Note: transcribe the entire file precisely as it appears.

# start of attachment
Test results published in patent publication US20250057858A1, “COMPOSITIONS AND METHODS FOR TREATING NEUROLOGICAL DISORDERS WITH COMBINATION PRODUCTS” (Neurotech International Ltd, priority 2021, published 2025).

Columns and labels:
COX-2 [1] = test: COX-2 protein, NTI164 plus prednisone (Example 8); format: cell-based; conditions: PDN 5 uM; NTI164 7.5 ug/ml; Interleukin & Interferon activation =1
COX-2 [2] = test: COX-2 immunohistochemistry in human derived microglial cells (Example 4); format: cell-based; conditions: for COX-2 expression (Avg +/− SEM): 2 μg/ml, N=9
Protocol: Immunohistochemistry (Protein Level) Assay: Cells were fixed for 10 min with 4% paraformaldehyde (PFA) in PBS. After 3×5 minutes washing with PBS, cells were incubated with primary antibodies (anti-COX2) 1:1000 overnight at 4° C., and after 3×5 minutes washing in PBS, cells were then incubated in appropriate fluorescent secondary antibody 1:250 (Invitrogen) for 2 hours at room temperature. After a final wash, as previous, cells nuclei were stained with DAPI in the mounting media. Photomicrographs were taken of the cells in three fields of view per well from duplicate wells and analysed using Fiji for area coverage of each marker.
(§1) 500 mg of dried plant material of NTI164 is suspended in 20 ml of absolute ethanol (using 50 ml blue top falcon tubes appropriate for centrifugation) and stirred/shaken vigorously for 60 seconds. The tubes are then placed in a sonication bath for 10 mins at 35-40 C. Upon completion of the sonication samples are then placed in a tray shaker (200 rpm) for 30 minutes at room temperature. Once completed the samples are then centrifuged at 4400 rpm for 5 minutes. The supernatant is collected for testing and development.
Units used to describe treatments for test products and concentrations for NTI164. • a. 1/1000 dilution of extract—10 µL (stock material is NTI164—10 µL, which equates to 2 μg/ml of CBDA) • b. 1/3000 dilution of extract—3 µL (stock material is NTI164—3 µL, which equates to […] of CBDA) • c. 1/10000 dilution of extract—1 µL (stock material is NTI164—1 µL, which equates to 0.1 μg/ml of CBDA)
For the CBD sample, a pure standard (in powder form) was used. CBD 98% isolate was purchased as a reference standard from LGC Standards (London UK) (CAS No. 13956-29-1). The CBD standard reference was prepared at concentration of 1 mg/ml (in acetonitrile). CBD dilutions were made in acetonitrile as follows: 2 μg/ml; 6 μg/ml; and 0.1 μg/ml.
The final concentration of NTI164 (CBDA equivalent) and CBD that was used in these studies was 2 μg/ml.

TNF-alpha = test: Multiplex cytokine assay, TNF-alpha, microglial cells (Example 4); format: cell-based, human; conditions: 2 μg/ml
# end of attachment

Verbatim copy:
Test results published in patent publication US20250057858A1, “COMPOSITIONS AND METHODS FOR TREATING NEUROLOGICAL DISORDERS WITH COMBINATION PRODUCTS” (Neurotech International Ltd, priority 2021, published 2025).

Columns and labels:
COX-2 [1] = test: COX-2 protein, NTI164 plus prednisone (Example 8); format: cell-based; conditions: PDN 5 uM; NTI164 7.5 ug/ml; Interleukin & Interferon activation =1
COX-2 [2] = test: COX-2 immunohistochemistry in human derived microglial cells (Example 4); format: cell-based; conditions: for COX-2 expression (Avg +/− SEM): 2 μg/ml, N=9
Protocol: Immunohistochemistry (Protein Level) Assay: Cells were fixed for 10 min with 4% paraformaldehyde (PFA) in PBS. After 3×5 minutes washing with PBS, cells were incubated with primary antibodies (anti-COX2) 1:1000 overnight at 4° C., and after 3×5 minutes washing in PBS, cells were then incubated in appropriate fluorescent secondary antibody 1:250 (Invitrogen) for 2 hours at room temperature. After a final wash, as previous, cells nuclei were stained with DAPI in the mounting media. Photomicrographs were taken of the cells in three fields of view per well from duplicate wells and analysed using Fiji for area coverage of each marker.
(§1) 500 mg of dried plant material of NTI164 is suspended in 20 ml of absolute ethanol (using 50 ml blue top falcon tubes appropriate for centrifugation) and stirred/shaken vigorously for 60 seconds. The tubes are then placed in a sonication bath for 10 mins at 35-40 C. Upon completion of the sonication samples are then placed in a tray shaker (200 rpm) for 30 minutes at room temperature. Once completed the samples are then centrifuged at 4400 rpm for 5 minutes. The supernatant is collected for testing and development.
Units used to describe treatments for test products and concentrations for NTI164. • a. 1/1000 dilution of extract—10 µL (stock material is NTI164—10 µL, which equates to 2 μg/ml of CBDA) • b. 1/3000 dilution of extract—3 µL (stock material is NTI164—3 µL, which equates to […] of CBDA) • c. 1/10000 dilution of extract—1 µL (stock material is NTI164—1 µL, which equates to 0.1 μg/ml of CBDA)
For the CBD sample, a pure standard (in powder form) was used. CBD 98% isolate was purchased as a reference standard from LGC Standards (London UK) (CAS No. 13956-29-1). The CBD standard reference was prepared at concentration of 1 mg/ml (in acetonitrile). CBD dilutions were made in acetonitrile as follows: 2 μg/ml; 6 μg/ml; and 0.1 μg/ml.
The final concentration of NTI164 (CBDA equivalent) and CBD that was used in these studies was 2 μg/ml.

TNF-alpha = test: Multiplex cytokine assay, TNF-alpha, microglial cells (Example 4); format: cell-based, human; conditions: 2 μg/ml